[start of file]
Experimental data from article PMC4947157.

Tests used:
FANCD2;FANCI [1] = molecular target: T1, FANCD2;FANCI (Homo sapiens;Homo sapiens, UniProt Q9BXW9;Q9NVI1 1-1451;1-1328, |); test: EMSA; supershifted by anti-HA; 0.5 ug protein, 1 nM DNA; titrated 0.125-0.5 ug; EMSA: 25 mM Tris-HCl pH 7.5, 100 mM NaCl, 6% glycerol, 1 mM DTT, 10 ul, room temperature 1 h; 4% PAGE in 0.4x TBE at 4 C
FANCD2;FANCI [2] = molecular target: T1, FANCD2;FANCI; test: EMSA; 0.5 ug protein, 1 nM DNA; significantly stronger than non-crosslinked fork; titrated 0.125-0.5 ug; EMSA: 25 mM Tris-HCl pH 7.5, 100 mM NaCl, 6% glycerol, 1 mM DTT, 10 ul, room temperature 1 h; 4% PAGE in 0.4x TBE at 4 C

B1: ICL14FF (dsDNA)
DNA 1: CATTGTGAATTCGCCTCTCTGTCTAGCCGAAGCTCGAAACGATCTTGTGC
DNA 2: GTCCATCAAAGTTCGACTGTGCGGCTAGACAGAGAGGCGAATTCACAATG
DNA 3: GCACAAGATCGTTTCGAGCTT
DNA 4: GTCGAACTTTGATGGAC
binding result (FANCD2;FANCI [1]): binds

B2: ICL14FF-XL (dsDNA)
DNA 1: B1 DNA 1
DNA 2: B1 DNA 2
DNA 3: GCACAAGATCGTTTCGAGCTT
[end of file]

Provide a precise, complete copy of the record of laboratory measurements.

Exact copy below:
Experimental data from article PMC4947157.

Tests used:
FANCD2;FANCI [1] = molecular target: T1, FANCD2;FANCI (Homo sapiens;Homo sapiens, UniProt Q9BXW9;Q9NVI1 1-1451;1-1328, |); test: EMSA; supershifted by anti-HA; 0.5 ug protein, 1 nM DNA; titrated 0.125-0.5 ug; EMSA: 25 mM Tris-HCl pH 7.5, 100 mM NaCl, 6% glycerol, 1 mM DTT, 10 ul, room temperature 1 h; 4% PAGE in 0.4x TBE at 4 C
FANCD2;FANCI [2] = molecular target: T1, FANCD2;FANCI; test: EMSA; 0.5 ug protein, 1 nM DNA; significantly stronger than non-crosslinked fork; titrated 0.125-0.5 ug; EMSA: 25 mM Tris-HCl pH 7.5, 100 mM NaCl, 6% glycerol, 1 mM DTT, 10 ul, room temperature 1 h; 4% PAGE in 0.4x TBE at 4 C

B1: ICL14FF (dsDNA)
DNA 1: CATTGTGAATTCGCCTCTCTGTCTAGCCGAAGCTCGAAACGATCTTGTGC
DNA 2: GTCCATCAAAGTTCGACTGTGCGGCTAGACAGAGAGGCGAATTCACAATG
DNA 3: GCACAAGATCGTTTCGAGCTT
DNA 4: GTCGAACTTTGATGGAC
binding result (FANCD2;FANCI [1]): binds

B2: ICL14FF-XL (dsDNA)
DNA 1: B1 DNA 1
DNA 2: B1 DNA 2
DNA 3: GCACAAGATCGTTTCGAGCTT